I was blessed to see a lot of terrific theater in New York City this year, but I also had to endure some unfortunate train wrecks as well. And the biggest disappointments often came when the expectations were sky-high due to the caliber of the talent involved or the loftiness (and lofty ticket prices) of the venue.

10. “Clueless” (Off Broadway) Amy Heckerling dumbs down her innovative 1995 film with a by-the-numbers musical adaptation that relies on ’90s hits reworked with sub-“Weird Al” Yankovic parody lyrics.

9. “Fire and Air” (Off Broadway) Terrence McNally does another deep dive into the making of a classic — this time Sergei Diaghilev and Sergei Najinsky’s ballet “Afternoon of a Faun” — but there’s no real fire here and the air is all stultifyingly hot.

8. “Pretty Woman” (Broadway) Roy Orbison’s song is missing from this musical adaptation of the uncomfortably dated-even-then 1990 rom-com starring Julia Roberts as a hooker who wins over an uptight Master of the Universe. So is any rationale for revisiting this icky story.

7. “Cyprus Avenue” (Off Broadway) Stephen Rea plays a Belfast Protestant who hates Catholics and women and blacks and just about anyone who isn’t like himself. But his descent into madness is both boring and repulsive, culminating in literal onstage overkill.

6. “Summer” (Broadway) Donna Summer is put through the biomusical wash cycle here, with all the awkward exposition and whitewashing of rough patches you’d expect. She deserves better than this misshapen mess. (At least the three actresses playing her, at various ages, can belt.)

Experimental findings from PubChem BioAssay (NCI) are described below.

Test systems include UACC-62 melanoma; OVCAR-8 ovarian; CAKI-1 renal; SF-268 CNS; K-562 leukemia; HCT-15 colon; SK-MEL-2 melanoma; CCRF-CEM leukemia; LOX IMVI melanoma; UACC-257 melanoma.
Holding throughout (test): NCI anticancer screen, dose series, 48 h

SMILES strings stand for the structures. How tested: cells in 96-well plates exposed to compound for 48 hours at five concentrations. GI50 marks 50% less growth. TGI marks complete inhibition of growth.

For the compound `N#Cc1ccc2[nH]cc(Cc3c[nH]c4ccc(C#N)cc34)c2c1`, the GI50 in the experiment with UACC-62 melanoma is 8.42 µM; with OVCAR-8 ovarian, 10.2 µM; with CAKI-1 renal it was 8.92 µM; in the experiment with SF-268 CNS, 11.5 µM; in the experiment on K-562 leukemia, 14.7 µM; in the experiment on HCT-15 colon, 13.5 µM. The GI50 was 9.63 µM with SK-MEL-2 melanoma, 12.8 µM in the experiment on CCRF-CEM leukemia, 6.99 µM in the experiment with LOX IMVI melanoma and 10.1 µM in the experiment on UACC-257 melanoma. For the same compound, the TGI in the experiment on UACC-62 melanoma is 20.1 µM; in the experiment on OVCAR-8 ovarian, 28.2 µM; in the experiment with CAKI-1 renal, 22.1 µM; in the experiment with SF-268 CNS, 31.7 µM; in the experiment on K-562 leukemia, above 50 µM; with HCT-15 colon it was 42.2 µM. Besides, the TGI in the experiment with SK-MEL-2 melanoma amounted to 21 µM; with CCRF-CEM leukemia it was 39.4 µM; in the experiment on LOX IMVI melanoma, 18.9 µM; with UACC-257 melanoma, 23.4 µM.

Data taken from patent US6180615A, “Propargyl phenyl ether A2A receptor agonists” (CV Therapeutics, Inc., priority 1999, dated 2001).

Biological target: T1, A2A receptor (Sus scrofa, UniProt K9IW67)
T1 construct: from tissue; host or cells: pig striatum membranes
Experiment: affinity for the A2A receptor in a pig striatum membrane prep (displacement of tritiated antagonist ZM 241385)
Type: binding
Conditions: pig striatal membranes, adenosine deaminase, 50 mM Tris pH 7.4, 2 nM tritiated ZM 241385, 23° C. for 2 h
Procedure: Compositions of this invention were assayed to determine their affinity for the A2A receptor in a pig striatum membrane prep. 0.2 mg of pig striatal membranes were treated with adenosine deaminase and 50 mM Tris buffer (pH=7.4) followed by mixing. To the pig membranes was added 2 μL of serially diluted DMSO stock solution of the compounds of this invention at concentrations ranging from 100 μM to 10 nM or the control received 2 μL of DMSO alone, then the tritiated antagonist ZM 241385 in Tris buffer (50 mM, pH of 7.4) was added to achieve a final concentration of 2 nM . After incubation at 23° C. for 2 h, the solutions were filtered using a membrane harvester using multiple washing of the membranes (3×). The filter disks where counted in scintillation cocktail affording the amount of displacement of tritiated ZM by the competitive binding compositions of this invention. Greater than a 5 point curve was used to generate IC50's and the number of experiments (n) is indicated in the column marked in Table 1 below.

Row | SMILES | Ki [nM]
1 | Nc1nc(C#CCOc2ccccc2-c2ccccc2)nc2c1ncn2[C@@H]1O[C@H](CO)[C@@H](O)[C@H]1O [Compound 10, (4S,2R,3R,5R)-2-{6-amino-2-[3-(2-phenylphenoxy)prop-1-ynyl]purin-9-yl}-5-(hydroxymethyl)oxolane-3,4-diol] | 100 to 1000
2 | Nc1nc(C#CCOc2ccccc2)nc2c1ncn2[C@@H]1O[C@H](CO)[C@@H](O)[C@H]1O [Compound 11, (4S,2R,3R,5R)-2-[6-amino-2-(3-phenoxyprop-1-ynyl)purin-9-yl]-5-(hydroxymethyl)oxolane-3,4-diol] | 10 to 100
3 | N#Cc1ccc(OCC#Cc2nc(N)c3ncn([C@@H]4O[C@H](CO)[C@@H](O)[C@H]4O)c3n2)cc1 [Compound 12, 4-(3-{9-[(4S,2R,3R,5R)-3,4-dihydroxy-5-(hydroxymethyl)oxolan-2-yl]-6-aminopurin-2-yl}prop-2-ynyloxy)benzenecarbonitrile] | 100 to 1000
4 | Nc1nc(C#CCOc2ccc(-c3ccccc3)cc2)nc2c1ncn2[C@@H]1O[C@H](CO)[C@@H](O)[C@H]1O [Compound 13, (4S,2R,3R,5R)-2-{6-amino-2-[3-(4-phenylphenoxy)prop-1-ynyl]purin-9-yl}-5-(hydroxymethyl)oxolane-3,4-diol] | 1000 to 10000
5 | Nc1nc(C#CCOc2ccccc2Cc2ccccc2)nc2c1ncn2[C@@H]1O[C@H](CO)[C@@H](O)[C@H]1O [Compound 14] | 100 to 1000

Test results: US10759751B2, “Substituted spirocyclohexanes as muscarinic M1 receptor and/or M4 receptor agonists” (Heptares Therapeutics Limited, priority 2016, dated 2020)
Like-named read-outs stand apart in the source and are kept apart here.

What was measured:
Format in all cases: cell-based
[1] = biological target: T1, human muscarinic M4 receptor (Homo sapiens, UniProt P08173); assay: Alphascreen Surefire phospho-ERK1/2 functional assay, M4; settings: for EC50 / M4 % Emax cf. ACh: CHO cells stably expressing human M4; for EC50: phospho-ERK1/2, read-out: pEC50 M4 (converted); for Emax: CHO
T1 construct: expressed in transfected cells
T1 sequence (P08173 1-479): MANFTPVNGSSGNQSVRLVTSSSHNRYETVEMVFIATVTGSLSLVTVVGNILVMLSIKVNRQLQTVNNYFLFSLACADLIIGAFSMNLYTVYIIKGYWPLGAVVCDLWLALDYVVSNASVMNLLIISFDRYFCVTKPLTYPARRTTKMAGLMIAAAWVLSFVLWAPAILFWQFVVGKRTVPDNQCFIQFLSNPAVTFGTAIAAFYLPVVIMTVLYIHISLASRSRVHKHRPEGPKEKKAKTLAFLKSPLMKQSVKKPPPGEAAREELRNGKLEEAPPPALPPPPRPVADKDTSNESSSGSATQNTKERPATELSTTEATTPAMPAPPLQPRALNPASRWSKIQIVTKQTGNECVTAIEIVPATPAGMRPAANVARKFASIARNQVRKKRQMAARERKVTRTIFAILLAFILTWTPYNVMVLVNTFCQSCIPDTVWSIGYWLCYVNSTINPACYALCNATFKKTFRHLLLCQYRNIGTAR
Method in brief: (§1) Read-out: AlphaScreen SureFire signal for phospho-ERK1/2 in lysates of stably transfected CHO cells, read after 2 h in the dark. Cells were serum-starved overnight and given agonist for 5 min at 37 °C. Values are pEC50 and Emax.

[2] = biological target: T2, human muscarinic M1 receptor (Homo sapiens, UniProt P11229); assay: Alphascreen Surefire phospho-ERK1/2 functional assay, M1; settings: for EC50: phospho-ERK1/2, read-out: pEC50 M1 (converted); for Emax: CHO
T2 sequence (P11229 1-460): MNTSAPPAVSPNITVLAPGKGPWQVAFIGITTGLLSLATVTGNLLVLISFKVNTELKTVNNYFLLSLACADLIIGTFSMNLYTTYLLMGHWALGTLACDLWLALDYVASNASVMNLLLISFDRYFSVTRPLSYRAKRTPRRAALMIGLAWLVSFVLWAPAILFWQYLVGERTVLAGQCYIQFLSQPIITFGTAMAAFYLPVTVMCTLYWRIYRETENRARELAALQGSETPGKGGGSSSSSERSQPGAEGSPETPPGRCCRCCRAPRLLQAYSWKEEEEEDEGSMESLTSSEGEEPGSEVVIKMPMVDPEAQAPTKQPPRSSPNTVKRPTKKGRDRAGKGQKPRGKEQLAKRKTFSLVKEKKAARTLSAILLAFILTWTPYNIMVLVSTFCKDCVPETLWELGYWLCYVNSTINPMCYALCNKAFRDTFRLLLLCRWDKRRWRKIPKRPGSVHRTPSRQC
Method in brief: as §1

5. “Good for Otto” (Off Broadway) David Rabe managed to lure some great talent to his wooden and laughably unbelievable new drama about a rural mental health clinic. But even Ed Harris, Amy Madigan, F. Murray Abrham and Rhea Perlman can’t save this turkey.

4. “King Kong” (Broadway) I can’t remember a time when a prop got the final bow during curtain call. But the one-ton, 20-foot title marionette gives the most expressive performance in this lumbering mess of a musical.

3. “Rocktopia” (Broadway) The Vegas-ification of Broadway continued with this staged concert mashing up classical music and pop-rock standards.

2. “Gettin’ the Band Back Together” (Broadway) Producer and book writer Ken Davenport unleashed the in-vainest of vanity projects in this musical about a middle-aged guy who heads home to Jersey and tries to reunite the garage band he led in high school.

1. “Escape to Margaritaville” (Broadway) Yes, it’s a Jimmy Buffett musical that plays like one long Triple-Sec-induced hallucination. That shaker of salt should just stay lost.

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